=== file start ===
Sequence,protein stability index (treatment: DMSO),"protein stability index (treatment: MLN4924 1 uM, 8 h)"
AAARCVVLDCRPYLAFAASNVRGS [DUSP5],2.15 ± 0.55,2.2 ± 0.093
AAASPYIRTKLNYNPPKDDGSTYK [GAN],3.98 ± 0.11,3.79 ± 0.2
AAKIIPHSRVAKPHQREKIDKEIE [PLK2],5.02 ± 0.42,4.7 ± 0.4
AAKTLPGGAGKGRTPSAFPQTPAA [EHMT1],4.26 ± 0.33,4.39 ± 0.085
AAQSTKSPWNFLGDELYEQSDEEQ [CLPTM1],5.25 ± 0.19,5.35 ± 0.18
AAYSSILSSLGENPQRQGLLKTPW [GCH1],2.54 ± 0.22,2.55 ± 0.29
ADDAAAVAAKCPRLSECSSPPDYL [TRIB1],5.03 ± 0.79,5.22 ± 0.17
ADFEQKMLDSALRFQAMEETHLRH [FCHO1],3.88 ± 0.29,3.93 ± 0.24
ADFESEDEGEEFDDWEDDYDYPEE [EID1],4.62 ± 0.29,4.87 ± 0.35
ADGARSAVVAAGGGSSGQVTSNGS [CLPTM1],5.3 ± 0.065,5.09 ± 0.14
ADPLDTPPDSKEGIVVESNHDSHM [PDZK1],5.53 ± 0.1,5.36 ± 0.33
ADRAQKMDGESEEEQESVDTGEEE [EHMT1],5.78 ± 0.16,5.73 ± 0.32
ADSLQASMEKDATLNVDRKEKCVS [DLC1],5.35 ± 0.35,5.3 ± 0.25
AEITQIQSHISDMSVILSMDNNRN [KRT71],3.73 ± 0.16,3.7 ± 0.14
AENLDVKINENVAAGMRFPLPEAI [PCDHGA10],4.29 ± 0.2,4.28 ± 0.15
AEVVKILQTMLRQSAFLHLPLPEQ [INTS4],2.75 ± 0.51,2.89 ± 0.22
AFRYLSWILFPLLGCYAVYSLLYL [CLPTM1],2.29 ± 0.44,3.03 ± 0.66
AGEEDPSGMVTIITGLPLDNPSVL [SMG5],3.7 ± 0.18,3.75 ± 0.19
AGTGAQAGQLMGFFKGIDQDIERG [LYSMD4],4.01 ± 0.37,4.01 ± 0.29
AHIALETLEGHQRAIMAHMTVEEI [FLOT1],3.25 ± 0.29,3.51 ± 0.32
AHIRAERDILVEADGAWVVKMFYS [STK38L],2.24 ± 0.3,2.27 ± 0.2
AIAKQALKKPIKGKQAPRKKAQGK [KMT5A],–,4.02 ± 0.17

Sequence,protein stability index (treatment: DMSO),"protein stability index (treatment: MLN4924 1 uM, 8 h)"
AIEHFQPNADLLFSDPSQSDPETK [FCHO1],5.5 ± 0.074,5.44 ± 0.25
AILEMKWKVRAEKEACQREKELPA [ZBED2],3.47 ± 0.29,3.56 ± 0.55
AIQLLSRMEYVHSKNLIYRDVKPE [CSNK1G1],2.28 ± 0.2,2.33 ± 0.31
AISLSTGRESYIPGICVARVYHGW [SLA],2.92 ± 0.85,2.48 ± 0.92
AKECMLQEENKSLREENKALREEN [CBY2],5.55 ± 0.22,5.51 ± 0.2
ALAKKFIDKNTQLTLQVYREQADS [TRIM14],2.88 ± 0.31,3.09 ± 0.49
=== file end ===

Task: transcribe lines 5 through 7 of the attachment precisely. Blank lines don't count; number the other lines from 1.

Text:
AAKTLPGGAGKGRTPSAFPQTPAA [EHMT1],4.26 ± 0.33,4.39 ± 0.085
AAQSTKSPWNFLGDELYEQSDEEQ [CLPTM1],5.25 ± 0.19,5.35 ± 0.18
AAYSSILSSLGENPQRQGLLKTPW [GCH1],2.54 ± 0.22,2.55 ± 0.29